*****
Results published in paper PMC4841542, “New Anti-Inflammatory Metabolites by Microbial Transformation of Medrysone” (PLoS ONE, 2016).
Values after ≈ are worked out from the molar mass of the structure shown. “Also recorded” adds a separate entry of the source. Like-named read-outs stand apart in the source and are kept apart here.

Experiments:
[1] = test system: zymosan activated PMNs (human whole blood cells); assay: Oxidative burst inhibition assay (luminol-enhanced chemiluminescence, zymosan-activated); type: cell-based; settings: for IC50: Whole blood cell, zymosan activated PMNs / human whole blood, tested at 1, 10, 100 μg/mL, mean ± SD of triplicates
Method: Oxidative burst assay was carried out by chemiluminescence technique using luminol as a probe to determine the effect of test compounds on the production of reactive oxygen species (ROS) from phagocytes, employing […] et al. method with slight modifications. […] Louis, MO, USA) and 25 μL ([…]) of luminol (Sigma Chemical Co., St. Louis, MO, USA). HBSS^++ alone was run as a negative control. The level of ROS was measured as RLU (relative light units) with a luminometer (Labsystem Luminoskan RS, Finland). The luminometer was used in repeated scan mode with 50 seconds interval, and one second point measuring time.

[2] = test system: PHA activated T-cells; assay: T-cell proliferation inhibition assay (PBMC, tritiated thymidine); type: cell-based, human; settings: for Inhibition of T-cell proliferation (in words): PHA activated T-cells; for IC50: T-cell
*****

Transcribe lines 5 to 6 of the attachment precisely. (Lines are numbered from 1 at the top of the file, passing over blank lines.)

Method: Oxidative burst assay was carried out by chemiluminescence technique using luminol as a probe to determine the effect of test compounds on the production of reactive oxygen species (ROS) from phagocytes, employing […] et al. method with slight modifications. […] Louis, MO, USA) and 25 μL ([…]) of luminol (Sigma Chemical Co., St. Louis, MO, USA). HBSS^++ alone was run as a negative control. The level of ROS was measured as RLU (relative light units) with a luminometer (Labsystem Luminoskan RS, Finland). The luminometer was used in repeated scan mode with 50 seconds interval, and one second point measuring time.

[2] = test system: PHA activated T-cells; assay: T-cell proliferation inhibition assay (PBMC, tritiated thymidine); type: cell-based, human; settings: for Inhibition of T-cell proliferation (in words): PHA activated T-cells; for IC50: T-cell